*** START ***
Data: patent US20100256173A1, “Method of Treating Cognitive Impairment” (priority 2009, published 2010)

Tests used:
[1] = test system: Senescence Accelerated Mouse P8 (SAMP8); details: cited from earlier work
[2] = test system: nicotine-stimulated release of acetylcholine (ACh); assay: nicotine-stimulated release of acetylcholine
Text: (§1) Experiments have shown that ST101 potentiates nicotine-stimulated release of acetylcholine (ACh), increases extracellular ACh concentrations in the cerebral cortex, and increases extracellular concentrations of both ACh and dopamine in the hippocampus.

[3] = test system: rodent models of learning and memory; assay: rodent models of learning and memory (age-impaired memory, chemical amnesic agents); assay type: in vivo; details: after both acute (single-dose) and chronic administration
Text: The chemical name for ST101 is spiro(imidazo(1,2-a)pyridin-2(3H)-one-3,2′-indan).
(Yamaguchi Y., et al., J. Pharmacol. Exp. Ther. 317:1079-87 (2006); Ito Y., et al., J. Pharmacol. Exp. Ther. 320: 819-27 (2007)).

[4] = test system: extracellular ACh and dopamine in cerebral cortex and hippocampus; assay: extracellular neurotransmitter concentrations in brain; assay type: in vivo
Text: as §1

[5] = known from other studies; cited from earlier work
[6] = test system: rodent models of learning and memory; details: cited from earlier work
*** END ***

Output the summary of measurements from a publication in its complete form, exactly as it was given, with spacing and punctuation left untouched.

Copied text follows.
Data: patent US20100256173A1, “Method of Treating Cognitive Impairment” (priority 2009, published 2010)

Tests used:
[1] = test system: Senescence Accelerated Mouse P8 (SAMP8); details: cited from earlier work
[2] = test system: nicotine-stimulated release of acetylcholine (ACh); assay: nicotine-stimulated release of acetylcholine
Text: (§1) Experiments have shown that ST101 potentiates nicotine-stimulated release of acetylcholine (ACh), increases extracellular ACh concentrations in the cerebral cortex, and increases extracellular concentrations of both ACh and dopamine in the hippocampus.

[3] = test system: rodent models of learning and memory; assay: rodent models of learning and memory (age-impaired memory, chemical amnesic agents); assay type: in vivo; details: after both acute (single-dose) and chronic administration
Text: The chemical name for ST101 is spiro(imidazo(1,2-a)pyridin-2(3H)-one-3,2′-indan).
(Yamaguchi Y., et al., J. Pharmacol. Exp. Ther. 317:1079-87 (2006); Ito Y., et al., J. Pharmacol. Exp. Ther. 320: 819-27 (2007)).

[4] = test system: extracellular ACh and dopamine in cerebral cortex and hippocampus; assay: extracellular neurotransmitter concentrations in brain; assay type: in vivo
Text: as §1

[5] = known from other studies; cited from earlier work
[6] = test system: rodent models of learning and memory; details: cited from earlier work